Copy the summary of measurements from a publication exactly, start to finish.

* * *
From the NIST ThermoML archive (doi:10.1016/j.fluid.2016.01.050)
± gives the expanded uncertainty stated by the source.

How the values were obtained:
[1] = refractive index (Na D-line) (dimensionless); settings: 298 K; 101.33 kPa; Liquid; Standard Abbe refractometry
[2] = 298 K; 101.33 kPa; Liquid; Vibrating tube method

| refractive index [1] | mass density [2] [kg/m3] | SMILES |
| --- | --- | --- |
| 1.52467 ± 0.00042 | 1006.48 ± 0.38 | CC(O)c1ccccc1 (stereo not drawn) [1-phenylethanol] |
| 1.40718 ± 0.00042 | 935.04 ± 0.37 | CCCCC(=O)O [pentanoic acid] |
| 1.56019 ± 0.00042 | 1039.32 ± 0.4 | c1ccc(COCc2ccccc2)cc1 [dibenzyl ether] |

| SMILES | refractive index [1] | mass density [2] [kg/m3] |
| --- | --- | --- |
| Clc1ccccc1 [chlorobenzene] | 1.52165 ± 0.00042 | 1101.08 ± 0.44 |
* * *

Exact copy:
From the NIST ThermoML archive (doi:10.1016/j.fluid.2016.01.050)
± gives the expanded uncertainty stated by the source.

How the values were obtained:
[1] = refractive index (Na D-line) (dimensionless); settings: 298 K; 101.33 kPa; Liquid; Standard Abbe refractometry
[2] = 298 K; 101.33 kPa; Liquid; Vibrating tube method

| refractive index [1] | mass density [2] [kg/m3] | SMILES |
| --- | --- | --- |
| 1.52467 ± 0.00042 | 1006.48 ± 0.38 | CC(O)c1ccccc1 (stereo not drawn) [1-phenylethanol] |
| 1.40718 ± 0.00042 | 935.04 ± 0.37 | CCCCC(=O)O [pentanoic acid] |
| 1.56019 ± 0.00042 | 1039.32 ± 0.4 | c1ccc(COCc2ccccc2)cc1 [dibenzyl ether] |

| SMILES | refractive index [1] | mass density [2] [kg/m3] |
| --- | --- | --- |
| Clc1ccccc1 [chlorobenzene] | 1.52165 ± 0.00042 | 1101.08 ± 0.44 |